Bromus tectorum June-grass; downy chess; cheat Poaceae BRTE*p; Bx, sn; NY, bl; Q, fr, j, rb, tl; K, fl, lk, m, pl; R, cg, d, fk, sm, wp;

Bromus tectorum.redbuttercanyon.net.www.forestpests.org

Bromus tectorum.redbuttercanyon.net.www.forestpests.org (Accessed 11/2017).

Bromus tectorum winter or spring annual C3 grass (Williams et al. 2011), 20-70 cm tall, from fibrous roots to 30 cm deep, stems tufted, slender, often nodding, much branched, hairless; plant becoming wine-red as seeds ripen, then tan; lower sheaths hairy, upper sheaths smooth, ligule membranous, 0.1-0.2 cm long. 

Bromus tectorum stem. Joseph M. DiTomaso, University of California - Davis, Bugwood.org. licensed under a Creative Commons Attribution-Noncommercial

Bromus tectorum stem. Joseph M. DiTomaso, University of California – Davis, Bugwood.org. licensed under a Creative Commons Attribution-Noncommercial (Accessed 11/2017).

Leaves alternate, blades 0.2-0.4 cm wide, to 16 cm long, hairy. 

bromus-tectorum-cheatgrass06_30_05g-nicky-davis-wildutah-us

Bromus tectorum inflorescence cheatgrass06_30_05g.©Nicky Davis.Wild Utah.wildutah.us

Flower spikelets 1-2 cm long not including awns, hairy, 3-8 flowered, on slender stems; glumes needle-shaped, the first 0.5-0.7 cm, second 0.8-1.1 cm; lemma lance-shaped, hairy, 0.8-1.2 cm, awns 1-1.7 cm, arising from between apical teeth; inflorescence 10-20 cm long, openly branched, hairy, drooping, pale gray-green, becoming purplish; blooming and fruiting May-June; highly self fertile, little outcrossing,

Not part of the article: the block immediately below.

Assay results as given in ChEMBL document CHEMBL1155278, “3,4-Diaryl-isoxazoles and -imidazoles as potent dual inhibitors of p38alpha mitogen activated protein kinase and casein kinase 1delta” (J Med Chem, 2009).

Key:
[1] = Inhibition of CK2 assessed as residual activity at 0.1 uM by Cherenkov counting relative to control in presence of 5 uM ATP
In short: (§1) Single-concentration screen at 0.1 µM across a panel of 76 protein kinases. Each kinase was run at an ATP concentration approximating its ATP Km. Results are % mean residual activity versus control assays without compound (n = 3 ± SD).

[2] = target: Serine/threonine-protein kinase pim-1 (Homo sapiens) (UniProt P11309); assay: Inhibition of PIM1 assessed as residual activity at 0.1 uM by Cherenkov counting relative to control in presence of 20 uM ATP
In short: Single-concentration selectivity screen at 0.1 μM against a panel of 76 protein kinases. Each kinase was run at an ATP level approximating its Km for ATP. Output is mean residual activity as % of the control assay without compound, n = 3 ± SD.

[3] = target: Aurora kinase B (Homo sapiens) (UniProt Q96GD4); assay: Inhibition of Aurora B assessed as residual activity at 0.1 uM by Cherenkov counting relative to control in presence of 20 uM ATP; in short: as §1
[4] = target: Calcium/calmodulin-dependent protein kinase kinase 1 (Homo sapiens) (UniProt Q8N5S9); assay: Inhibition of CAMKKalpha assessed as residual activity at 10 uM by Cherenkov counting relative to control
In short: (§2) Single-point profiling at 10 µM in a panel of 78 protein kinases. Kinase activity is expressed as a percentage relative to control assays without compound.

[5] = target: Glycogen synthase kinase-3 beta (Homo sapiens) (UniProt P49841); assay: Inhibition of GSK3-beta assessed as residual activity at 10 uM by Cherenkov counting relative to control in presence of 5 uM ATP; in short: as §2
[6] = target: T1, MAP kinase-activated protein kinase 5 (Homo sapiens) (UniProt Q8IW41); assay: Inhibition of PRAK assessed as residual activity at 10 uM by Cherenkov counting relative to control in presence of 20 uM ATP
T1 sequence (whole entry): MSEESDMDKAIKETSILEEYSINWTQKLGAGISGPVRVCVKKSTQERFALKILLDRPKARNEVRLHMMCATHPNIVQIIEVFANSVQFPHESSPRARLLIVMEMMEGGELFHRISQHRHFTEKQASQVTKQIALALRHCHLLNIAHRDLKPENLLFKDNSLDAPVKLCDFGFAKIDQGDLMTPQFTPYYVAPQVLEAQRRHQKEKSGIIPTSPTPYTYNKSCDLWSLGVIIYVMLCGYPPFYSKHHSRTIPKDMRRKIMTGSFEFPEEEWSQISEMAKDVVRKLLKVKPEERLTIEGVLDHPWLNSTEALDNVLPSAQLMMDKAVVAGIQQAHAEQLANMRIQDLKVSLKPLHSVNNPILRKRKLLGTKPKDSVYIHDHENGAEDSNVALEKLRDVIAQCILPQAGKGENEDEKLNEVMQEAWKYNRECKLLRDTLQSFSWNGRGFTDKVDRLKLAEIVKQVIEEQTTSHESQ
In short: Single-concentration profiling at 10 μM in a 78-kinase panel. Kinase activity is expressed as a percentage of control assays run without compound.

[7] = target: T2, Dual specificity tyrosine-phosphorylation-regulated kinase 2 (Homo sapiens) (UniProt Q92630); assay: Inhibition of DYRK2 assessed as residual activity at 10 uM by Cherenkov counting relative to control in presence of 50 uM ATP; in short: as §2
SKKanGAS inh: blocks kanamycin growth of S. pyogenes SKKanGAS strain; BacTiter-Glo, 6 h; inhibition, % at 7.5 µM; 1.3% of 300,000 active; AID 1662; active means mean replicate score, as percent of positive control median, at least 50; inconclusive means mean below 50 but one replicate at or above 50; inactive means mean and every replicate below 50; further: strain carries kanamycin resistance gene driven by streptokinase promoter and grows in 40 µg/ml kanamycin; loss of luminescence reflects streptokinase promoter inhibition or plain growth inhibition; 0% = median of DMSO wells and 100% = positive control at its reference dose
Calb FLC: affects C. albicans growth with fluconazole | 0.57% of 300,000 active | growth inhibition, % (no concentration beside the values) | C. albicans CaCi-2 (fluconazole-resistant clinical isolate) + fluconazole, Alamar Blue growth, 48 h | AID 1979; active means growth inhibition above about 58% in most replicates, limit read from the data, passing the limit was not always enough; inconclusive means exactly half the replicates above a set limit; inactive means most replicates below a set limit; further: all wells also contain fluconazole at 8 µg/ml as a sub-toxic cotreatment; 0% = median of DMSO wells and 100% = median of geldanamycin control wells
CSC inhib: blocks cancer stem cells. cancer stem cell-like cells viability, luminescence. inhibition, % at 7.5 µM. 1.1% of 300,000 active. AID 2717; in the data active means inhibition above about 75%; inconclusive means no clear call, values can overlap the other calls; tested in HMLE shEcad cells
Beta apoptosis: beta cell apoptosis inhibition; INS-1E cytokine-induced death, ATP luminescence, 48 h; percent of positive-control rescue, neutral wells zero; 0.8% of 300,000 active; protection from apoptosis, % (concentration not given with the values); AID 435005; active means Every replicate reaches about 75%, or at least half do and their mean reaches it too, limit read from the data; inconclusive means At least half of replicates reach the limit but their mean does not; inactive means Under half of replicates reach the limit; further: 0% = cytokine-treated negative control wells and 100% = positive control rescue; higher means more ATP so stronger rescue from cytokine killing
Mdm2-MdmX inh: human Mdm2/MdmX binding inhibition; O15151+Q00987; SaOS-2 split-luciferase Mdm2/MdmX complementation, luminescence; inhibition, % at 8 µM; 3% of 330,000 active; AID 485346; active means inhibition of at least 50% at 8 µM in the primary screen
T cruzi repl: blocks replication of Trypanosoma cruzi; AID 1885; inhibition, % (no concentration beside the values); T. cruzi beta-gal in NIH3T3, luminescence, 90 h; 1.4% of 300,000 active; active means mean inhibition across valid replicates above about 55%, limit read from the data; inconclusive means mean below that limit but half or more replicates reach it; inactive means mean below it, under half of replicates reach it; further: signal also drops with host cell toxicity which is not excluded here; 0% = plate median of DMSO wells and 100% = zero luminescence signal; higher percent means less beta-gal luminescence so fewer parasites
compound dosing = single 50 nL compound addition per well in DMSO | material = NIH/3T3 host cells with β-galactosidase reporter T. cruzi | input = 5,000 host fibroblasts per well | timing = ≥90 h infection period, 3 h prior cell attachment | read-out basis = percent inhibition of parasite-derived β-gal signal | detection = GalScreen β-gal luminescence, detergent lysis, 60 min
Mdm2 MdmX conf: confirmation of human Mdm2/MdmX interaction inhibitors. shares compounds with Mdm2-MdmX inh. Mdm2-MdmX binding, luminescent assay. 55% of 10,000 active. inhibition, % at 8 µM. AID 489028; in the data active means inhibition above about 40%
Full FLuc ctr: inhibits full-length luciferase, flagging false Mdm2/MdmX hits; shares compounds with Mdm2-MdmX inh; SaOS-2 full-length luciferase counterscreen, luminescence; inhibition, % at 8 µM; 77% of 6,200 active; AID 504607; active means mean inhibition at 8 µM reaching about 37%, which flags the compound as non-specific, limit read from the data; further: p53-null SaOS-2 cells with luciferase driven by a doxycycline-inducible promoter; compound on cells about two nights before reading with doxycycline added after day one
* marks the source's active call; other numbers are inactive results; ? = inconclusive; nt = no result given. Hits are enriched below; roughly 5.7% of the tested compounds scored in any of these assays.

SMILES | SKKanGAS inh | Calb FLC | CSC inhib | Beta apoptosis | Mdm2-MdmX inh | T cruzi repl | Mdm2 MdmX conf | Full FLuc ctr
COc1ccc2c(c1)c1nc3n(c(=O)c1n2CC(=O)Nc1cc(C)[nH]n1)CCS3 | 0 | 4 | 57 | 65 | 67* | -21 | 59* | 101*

Wetland status: NL. 

Frequency in NYC: Occasional. Probably more common along roadsides than inventory indicates. 

Origin: Eurasia. 

Habitat: Frequently disturbed, open areas, roadsides, fill. Less common in natural areas. 

Bromus tectorum seeds. commons.wikimedia.org

Bromus tectorum seeds. commons.wikimedia.org (Accessed 11/2017).

Notes: Seeds dispersed by awns that attach to fur and clothing. Also dispersed short distances by wind and by human activity. Seeds in soil loose viability in about two years. Seeds usually germinate in autumn and overwinter as seedlings while continuing root growth. Dry plants very flammable, leaving soil vulnerable to erosion. Tends to prevent establishment of perennials by extracting soil moisture, shading and crowding. Tolerates infertile soils. Foliage may be eaten by mites (Acari) and thrips (Thysanoptera) but apparently is not a favored food of many invertebrates. Infected by Ustilago bulleta (head smut, Basidiomycotina), Puccinia recondita (leaf rust, Basidiomycotina) and Claviceps purpurea (ergot, Ascomycotina) (Upadhyaya et al. 1986). Very similar to B. sterilis.